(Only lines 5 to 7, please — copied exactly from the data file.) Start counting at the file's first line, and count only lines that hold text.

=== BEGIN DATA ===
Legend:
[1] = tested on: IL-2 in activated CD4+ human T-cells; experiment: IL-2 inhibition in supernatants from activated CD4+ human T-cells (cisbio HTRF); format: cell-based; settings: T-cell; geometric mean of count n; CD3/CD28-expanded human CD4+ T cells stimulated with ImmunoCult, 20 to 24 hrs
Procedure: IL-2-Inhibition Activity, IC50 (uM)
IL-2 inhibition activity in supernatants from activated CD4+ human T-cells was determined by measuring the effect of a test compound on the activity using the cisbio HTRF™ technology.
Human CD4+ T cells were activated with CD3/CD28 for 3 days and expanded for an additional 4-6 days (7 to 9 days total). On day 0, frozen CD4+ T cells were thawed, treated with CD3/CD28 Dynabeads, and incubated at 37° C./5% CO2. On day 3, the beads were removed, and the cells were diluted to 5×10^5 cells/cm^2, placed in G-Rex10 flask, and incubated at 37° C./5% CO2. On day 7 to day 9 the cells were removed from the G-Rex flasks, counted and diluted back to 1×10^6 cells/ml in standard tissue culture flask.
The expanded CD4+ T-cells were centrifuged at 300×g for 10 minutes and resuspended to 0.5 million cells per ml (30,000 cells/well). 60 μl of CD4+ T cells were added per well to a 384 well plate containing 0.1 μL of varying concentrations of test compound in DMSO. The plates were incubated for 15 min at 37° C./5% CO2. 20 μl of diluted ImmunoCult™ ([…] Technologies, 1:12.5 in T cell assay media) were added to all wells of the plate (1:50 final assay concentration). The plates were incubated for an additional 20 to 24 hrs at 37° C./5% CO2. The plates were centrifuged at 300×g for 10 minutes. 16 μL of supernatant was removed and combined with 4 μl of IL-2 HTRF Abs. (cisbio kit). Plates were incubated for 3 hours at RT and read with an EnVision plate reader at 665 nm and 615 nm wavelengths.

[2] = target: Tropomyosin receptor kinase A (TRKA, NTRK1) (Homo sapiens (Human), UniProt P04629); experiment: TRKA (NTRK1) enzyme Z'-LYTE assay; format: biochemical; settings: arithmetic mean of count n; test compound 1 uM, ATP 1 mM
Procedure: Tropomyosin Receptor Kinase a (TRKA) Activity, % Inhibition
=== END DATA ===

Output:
Human CD4+ T cells were activated with CD3/CD28 for 3 days and expanded for an additional 4-6 days (7 to 9 days total). On day 0, frozen CD4+ T cells were thawed, treated with CD3/CD28 Dynabeads, and incubated at 37° C./5% CO2. On day 3, the beads were removed, and the cells were diluted to 5×10^5 cells/cm^2, placed in G-Rex10 flask, and incubated at 37° C./5% CO2. On day 7 to day 9 the cells were removed from the G-Rex flasks, counted and diluted back to 1×10^6 cells/ml in standard tissue culture flask.
The expanded CD4+ T-cells were centrifuged at 300×g for 10 minutes and resuspended to 0.5 million cells per ml (30,000 cells/well). 60 μl of CD4+ T cells were added per well to a 384 well plate containing 0.1 μL of varying concentrations of test compound in DMSO. The plates were incubated for 15 min at 37° C./5% CO2. 20 μl of diluted ImmunoCult™ ([…] Technologies, 1:12.5 in T cell assay media) were added to all wells of the plate (1:50 final assay concentration). The plates were incubated for an additional 20 to 24 hrs at 37° C./5% CO2. The plates were centrifuged at 300×g for 10 minutes. 16 μL of supernatant was removed and combined with 4 μl of IL-2 HTRF Abs. (cisbio kit). Plates were incubated for 3 hours at RT and read with an EnVision plate reader at 665 nm and 615 nm wavelengths.

[2] = target: Tropomyosin receptor kinase A (TRKA, NTRK1) (Homo sapiens (Human), UniProt P04629); experiment: TRKA (NTRK1) enzyme Z'-LYTE assay; format: biochemical; settings: arithmetic mean of count n; test compound 1 uM, ATP 1 mM